The Sonic Hedgehog (Hh) pathway has been implicated in the maintenance of stem or progenitor cells in many adult tissues. Importantly, abnormal Hh pathway activation is also associated with initiation of neoplasia, but its role in tumor growth is still unclear. Here, we demonstrate that cyclopamine, a plant-derived alkaloid product used to inhibit the Hh signaling pathway, reduces the Side Population (SP) obtained by Hoechst 33342 (Ho342) dye measurements. In addition, cyclopamine is able to modulate, along with oxysterols and other products, the ABCG2 transporter by increasing Ho342 and mitoxantrone uptake. Therefore, if the SP is solely measured as a Ho342 dye extruding fraction, this may be significantly modulated by the inhibition of ABCG2 transport fraction, independently from the action of cyclopamine on the Hh pathway. Our results indicate that ABCG2 may act in the upstream regulation of the Hh signaling pathway to protect the stemness of the SP compartment, giving support to the cancer stem cell hypothesis and suggesting that ABCG2 is not only critical for increased resistance to anticancer agents.
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Sales-Pardo I, Avendaño A, Martinez-Muñoz V, García-Escarp M, Celis R, Whittle P, Barquinero J, Domingo JC, Marin P, Petriz J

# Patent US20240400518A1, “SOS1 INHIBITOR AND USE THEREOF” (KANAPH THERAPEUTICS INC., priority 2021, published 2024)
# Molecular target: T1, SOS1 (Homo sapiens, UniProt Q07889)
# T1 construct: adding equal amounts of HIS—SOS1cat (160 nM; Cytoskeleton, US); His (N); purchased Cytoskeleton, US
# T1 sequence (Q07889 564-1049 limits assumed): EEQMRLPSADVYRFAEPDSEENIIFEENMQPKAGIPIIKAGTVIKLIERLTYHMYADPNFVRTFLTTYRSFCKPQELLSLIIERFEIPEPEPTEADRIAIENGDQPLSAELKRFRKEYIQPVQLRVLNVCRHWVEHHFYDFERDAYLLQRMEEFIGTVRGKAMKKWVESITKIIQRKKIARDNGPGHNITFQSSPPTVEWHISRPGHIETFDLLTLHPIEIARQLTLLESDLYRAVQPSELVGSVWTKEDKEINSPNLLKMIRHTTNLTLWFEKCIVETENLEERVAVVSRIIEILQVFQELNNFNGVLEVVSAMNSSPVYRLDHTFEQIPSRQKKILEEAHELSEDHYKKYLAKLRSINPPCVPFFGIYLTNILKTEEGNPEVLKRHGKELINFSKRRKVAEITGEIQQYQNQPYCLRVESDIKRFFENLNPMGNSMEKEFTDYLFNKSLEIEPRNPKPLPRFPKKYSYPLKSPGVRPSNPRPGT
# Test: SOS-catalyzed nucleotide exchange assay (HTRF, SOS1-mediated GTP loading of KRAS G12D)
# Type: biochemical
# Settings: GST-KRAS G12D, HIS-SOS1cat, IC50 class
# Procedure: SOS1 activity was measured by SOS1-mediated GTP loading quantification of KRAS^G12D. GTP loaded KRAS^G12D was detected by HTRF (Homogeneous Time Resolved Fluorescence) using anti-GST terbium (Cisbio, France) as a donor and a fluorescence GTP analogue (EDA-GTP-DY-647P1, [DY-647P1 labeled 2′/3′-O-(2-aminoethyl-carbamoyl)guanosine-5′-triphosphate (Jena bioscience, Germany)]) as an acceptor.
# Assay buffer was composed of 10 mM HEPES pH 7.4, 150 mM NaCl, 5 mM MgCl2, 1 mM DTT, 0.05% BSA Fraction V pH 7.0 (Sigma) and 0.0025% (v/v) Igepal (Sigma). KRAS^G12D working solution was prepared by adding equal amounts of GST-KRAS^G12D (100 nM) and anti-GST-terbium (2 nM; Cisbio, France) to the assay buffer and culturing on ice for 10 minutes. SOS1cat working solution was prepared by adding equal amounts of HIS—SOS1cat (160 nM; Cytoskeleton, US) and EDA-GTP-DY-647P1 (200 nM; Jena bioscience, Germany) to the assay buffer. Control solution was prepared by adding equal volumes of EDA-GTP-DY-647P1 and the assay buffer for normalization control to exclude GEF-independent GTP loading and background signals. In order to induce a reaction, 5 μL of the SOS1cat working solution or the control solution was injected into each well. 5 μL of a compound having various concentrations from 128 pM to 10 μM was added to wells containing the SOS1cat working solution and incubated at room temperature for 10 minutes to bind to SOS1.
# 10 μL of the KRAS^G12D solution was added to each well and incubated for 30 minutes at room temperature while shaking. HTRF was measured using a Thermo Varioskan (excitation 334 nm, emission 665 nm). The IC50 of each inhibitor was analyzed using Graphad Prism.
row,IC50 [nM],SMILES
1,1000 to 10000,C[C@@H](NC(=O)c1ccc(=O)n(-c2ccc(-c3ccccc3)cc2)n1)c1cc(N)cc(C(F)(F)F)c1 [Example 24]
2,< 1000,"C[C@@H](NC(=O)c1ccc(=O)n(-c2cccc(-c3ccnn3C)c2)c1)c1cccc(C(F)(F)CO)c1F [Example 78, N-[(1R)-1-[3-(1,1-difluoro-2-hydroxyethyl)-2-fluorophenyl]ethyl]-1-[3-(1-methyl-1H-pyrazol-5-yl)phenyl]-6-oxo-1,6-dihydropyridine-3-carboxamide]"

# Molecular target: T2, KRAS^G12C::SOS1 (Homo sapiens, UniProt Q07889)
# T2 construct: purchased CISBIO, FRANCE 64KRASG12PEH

Flow cytometry of the Side Population: tips & tricks.

Cell. Oncol. 2006, 28 (1-2) 37-53.
The Side Population (SP) has become an important hallmark for the definition of the stem cell compartment, especially in the detection of these cells and in their physical isolation by fluorescence-activated cell sorting (FACS). SP cells are CD34neg and were discovered using ultraviolet excitation based on the efflux of Hoechst 33342 (Ho342). Although the method works as originally described, we believe that this method is difficult for most investigators. First, because the ability to discriminate SP cells is based on the differential retention of Ho342 during a functional assay; second, because of the difficulties in setting the right experimental and acquisition conditions; and third, because the analysis of the acquired data requires an extensive expertise on flow cytometry to accurately detect the SP events.
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García-Escarp M, Martinez-Muñoz V, Barquinero J, Sales-Pardo I, Domingo JC, Marin P, Petriz J

A rare fraction of human hematopoietic stem cells with large telomeres.

Cell Tissue Res. Mar 2005, 319 (3) 405-12. Epub 27 Jan 2005
The lack of specific markers for stem cells makes the physical identification of this compartment difficult. Hematopoietic stem cells differ in their repopulating and self-renewal potential. Our study shows that multiple classes of human hematopoietic CD34+ greatly differ in telomere length. Flow-cytometry-based fluorescent in situ hybridization and confocal microscopy of CD34+ cells has revealed remarkable telomere length heterogeneity, with a hybridization pattern consistent with different classes of human hematopoietic progenitor cells. These results also point to the existence of a significant clonal heterogeneity among primitive hematopoietic cells and provide the first evidence of a rare fraction of CD34+ cells with large telomeres in humans.